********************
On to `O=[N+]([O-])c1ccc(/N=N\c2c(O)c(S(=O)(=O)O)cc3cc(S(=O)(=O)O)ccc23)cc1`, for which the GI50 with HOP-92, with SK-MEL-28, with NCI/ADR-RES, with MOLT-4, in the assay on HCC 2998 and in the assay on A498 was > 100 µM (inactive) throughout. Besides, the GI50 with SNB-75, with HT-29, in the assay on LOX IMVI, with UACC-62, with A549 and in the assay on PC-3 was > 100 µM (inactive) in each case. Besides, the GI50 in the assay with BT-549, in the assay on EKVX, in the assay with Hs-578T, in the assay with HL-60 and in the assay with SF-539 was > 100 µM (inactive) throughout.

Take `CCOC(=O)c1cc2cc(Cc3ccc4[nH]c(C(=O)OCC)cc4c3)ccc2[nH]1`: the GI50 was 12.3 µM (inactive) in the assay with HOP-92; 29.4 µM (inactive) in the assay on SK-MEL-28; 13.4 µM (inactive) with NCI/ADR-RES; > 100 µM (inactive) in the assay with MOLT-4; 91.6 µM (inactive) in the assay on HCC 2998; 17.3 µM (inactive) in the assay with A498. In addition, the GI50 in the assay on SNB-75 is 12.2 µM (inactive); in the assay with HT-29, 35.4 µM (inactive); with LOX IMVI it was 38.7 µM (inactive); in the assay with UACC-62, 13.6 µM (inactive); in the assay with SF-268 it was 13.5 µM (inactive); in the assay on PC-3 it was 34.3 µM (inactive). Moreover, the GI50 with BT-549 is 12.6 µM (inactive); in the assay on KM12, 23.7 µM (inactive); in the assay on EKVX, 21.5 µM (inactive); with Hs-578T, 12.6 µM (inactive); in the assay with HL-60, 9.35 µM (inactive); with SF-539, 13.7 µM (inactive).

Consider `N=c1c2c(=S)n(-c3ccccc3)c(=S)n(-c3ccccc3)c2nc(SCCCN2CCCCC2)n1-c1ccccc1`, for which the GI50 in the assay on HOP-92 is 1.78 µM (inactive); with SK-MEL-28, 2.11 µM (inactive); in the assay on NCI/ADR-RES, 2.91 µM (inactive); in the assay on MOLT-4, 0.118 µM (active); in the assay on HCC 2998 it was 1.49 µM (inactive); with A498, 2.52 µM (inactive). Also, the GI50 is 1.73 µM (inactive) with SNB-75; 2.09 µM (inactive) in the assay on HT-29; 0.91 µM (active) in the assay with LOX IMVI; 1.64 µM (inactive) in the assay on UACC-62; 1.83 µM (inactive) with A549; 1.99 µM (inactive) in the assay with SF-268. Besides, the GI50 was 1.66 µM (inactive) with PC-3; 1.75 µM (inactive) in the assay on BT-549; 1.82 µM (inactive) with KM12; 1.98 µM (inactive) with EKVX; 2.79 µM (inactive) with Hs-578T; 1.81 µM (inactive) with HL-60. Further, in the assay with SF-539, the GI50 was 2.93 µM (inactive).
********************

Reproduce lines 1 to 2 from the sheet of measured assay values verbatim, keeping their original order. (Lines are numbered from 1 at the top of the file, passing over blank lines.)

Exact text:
On to `O=[N+]([O-])c1ccc(/N=N\c2c(O)c(S(=O)(=O)O)cc3cc(S(=O)(=O)O)ccc23)cc1`, for which the GI50 with HOP-92, with SK-MEL-28, with NCI/ADR-RES, with MOLT-4, in the assay on HCC 2998 and in the assay on A498 was > 100 µM (inactive) throughout. Besides, the GI50 with SNB-75, with HT-29, in the assay on LOX IMVI, with UACC-62, with A549 and in the assay on PC-3 was > 100 µM (inactive) in each case. Besides, the GI50 in the assay with BT-549, in the assay on EKVX, in the assay with Hs-578T, in the assay with HL-60 and in the assay with SF-539 was > 100 µM (inactive) throughout.

Take `CCOC(=O)c1cc2cc(Cc3ccc4[nH]c(C(=O)OCC)cc4c3)ccc2[nH]1`: the GI50 was 12.3 µM (inactive) in the assay with HOP-92; 29.4 µM (inactive) in the assay on SK-MEL-28; 13.4 µM (inactive) with NCI/ADR-RES; > 100 µM (inactive) in the assay with MOLT-4; 91.6 µM (inactive) in the assay on HCC 2998; 17.3 µM (inactive) in the assay with A498. In addition, the GI50 in the assay on SNB-75 is 12.2 µM (inactive); in the assay with HT-29, 35.4 µM (inactive); with LOX IMVI it was 38.7 µM (inactive); in the assay with UACC-62, 13.6 µM (inactive); in the assay with SF-268 it was 13.5 µM (inactive); in the assay on PC-3 it was 34.3 µM (inactive). Moreover, the GI50 with BT-549 is 12.6 µM (inactive); in the assay on KM12, 23.7 µM (inactive); in the assay on EKVX, 21.5 µM (inactive); with Hs-578T, 12.6 µM (inactive); in the assay with HL-60, 9.35 µM (inactive); with SF-539, 13.7 µM (inactive).